Seven months after clinical trials for a promising Alzheimer's drug were halted and the treatment was declared a failure, a new analysis suggests it was actually effective, and the company that makes it plans to move forward in securing federal approval.
The astonishing reversal on aducanumab, an antibody therapy which targets a protein called amyloid beta that builds up in the brain, comes after new data from the discontinued studies showed that at high doses the drug reduced cognitive decline in patients with early Alzheimer's.
"It could be a game-changer for the field," said Rebecca Edelmayer, director of scientific engagement at the Alzheimer's Association. "It could be one of the first disease-modifying therapies approved for Alzheimer's disease."
An estimated 5.7 million Americans 65 and older have Alzheimer's, and the Alzheimer's Association expects that number to mushroom to nearly 14 million by 2050 in the absence of new treatments. A handful of drugs approved by the Food and Drug Administration can alleviate some symptoms, but in the past 16 years no new drugs have been approved for the disease.
That may now change.
The drugmaker, Biogen, said that patients receiving aducanumab experienced "significant benefits on measures of cognition and function such as memory, orientation and language." They also saw benefits in activities of daily living, including conducting personal finances, performing household chores and traveling independently outside the home.
Biogen said it plans to pursue regulatory approval for aducanumab in the United States and continue discussion on it with regulatory agencies internationally. The announcement sent the company's stock price soaring Tuesday morning.
The company had stopped the trials in March after an independent monitoring board said the drug offered little hope of success, sending waves of disappointment through the scientific community after earlier trials had looked promising.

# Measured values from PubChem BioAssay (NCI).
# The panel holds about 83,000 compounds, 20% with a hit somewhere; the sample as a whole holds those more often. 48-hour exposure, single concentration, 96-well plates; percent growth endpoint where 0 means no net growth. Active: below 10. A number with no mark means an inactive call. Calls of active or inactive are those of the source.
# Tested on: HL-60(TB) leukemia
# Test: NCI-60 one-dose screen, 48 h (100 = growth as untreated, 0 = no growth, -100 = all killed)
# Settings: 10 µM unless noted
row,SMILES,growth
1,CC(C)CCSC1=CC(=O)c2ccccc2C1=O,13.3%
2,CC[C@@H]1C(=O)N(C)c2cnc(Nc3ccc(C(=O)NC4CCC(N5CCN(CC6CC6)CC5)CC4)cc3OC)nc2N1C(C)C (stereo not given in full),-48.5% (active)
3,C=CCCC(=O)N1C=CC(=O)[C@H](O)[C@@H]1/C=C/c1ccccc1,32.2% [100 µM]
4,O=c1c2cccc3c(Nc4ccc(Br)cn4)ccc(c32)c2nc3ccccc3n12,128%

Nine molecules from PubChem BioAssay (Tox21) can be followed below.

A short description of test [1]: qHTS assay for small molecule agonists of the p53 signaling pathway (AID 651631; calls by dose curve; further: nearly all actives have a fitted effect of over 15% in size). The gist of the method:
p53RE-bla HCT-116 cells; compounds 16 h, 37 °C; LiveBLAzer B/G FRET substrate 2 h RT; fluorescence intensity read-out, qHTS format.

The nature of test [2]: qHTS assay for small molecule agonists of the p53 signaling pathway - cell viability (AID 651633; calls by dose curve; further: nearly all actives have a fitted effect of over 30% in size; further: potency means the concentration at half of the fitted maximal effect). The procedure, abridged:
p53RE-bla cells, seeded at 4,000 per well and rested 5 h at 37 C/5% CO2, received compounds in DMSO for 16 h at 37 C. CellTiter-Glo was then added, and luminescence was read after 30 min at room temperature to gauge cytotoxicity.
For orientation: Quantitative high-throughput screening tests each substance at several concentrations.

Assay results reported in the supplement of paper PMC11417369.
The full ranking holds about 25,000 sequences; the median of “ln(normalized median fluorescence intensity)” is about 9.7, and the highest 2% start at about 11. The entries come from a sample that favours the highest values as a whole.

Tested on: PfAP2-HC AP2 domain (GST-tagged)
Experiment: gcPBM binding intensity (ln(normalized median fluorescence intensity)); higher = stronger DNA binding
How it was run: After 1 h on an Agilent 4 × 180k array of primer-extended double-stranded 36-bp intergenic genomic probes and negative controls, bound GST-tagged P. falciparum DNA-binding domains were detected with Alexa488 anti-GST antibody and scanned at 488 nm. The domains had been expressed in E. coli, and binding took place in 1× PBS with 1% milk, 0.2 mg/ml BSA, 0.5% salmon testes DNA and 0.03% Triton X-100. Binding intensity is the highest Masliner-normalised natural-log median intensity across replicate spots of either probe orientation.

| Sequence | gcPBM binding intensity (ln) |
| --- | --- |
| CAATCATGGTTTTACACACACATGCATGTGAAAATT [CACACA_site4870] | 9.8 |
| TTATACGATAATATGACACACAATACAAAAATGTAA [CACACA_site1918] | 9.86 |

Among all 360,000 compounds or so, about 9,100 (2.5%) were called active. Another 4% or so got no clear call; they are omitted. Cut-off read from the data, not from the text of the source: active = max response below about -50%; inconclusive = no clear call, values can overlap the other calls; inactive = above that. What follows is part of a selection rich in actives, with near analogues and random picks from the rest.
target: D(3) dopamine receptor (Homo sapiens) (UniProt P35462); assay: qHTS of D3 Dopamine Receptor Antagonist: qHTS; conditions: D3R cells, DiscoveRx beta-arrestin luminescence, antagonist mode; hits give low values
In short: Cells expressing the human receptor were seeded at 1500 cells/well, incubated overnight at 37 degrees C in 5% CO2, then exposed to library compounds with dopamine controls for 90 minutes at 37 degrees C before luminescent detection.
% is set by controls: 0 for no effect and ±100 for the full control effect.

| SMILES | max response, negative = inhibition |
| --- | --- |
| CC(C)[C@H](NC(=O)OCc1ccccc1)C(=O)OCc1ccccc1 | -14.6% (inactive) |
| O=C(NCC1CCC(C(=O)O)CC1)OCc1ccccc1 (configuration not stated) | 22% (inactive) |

"The field was really pinning its hopes that aducanumab would be positive, would show results," said Ronald Petersen, director of the Mayo Clinic Alzheimer's disease Research Center and the Mayo Clinic Study of Aging, who consulted with Biogen on the drug but was not involved in the studies. "It did call into question whether attacking amyloid at all was a viable strategy."
But analysis that included data gathered in the months after the monitoring board's analysis appeared to show that one of the trials had in fact met its primary goal, though the other had not.
The FDA said on Monday that Biogen could file for approval for the drug; the company expects to do so in early 2020. Biogen said it aims to offer it to patients who were previously enrolled in those studies.
If approved, aducanumab would become the first therapy to reduce the clinical decline of Alzheimer's disease. It would also bolster the theory that treatments that remove or reduce amyloid beta, which creates plaques associated with the disease, are an effective approach.
Other therapies now in the clinical trial pipeline include those that address inflammation, the immune system, blood vessels and synaptic cell health. Experts say an effective treatment for the disease is likely to involve a combination of several therapies.
"We need to continue these different approaches because we think that a treatment is potentially going to be complex," Edelmayer said.
While Petersen called the news "a bright light" after "so many failures in the field," he cautioned that it is not clear the FDA will approve the drug, particularly in light of the fact that one of the trials failed and traditionally two successful trials have been required for approval.
In the failed trial, fewer people had received the high dose of the drug for a sufficient period of time, he said, adding that people in a subset of that trial who had received higher doses had seen improvement.
"The challenge, of course, is to convince the FDA that therefore those are believable," he said.
As the news boosted the stocks of Biogen and other companies with amyloid-targeting therapies, Baird analyst Brian Skorney warned in a note to clients that given the failure of such therapies in the past, the company faces an "uphill climb" in making the case to regulators that the positive results were "nothing more than random chance."